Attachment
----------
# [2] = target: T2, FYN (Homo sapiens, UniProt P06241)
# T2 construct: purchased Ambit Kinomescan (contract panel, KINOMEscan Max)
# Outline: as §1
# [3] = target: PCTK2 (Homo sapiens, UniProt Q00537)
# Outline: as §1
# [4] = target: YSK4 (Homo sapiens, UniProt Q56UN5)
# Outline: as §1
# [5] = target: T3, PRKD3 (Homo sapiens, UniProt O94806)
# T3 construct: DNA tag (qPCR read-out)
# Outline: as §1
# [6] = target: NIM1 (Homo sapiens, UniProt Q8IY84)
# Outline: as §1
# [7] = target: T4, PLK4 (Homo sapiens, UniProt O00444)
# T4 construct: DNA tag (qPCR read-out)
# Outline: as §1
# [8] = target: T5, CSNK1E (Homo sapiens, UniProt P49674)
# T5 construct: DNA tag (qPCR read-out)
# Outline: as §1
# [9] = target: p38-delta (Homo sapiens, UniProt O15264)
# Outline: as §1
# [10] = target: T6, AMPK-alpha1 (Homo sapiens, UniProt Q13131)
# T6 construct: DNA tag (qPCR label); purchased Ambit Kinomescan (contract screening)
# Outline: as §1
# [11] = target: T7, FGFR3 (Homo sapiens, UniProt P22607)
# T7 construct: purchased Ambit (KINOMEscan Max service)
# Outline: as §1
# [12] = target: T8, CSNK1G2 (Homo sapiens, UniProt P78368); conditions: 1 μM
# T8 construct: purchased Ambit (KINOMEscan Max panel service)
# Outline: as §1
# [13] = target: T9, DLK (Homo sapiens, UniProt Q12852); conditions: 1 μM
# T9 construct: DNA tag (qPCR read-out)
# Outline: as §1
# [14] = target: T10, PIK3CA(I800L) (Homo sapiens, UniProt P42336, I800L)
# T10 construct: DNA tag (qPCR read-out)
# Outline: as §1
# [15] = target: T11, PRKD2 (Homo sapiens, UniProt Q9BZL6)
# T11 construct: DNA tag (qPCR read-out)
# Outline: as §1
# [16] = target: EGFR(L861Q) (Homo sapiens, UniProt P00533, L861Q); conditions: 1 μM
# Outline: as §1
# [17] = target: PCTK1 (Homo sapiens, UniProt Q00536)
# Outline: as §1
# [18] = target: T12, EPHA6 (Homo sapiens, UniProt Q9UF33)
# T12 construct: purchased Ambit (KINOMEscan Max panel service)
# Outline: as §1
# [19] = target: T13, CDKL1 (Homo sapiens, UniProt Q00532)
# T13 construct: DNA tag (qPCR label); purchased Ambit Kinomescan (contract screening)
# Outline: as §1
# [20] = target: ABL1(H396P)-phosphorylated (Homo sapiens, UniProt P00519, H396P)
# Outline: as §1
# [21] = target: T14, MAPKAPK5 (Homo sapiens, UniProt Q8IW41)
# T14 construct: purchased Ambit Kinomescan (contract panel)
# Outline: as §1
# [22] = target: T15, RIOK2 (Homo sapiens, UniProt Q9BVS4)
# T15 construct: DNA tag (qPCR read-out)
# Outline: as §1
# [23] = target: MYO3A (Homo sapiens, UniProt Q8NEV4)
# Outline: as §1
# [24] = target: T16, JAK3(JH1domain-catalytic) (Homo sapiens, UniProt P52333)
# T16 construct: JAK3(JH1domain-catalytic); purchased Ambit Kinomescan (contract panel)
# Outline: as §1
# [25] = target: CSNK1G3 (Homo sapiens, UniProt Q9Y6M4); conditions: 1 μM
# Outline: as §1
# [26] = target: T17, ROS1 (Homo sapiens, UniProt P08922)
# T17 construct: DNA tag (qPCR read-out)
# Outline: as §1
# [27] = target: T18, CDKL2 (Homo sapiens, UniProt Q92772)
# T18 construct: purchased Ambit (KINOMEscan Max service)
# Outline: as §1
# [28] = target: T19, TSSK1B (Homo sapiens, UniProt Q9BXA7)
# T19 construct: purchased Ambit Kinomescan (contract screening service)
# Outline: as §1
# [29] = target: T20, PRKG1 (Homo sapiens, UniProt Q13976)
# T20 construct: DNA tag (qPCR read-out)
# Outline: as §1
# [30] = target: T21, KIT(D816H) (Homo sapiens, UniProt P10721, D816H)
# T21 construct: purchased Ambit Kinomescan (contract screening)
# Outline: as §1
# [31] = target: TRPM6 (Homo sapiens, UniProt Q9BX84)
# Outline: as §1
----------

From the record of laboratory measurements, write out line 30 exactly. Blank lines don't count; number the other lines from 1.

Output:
# [13] = target: T9, DLK (Homo sapiens, UniProt Q12852); conditions: 1 μM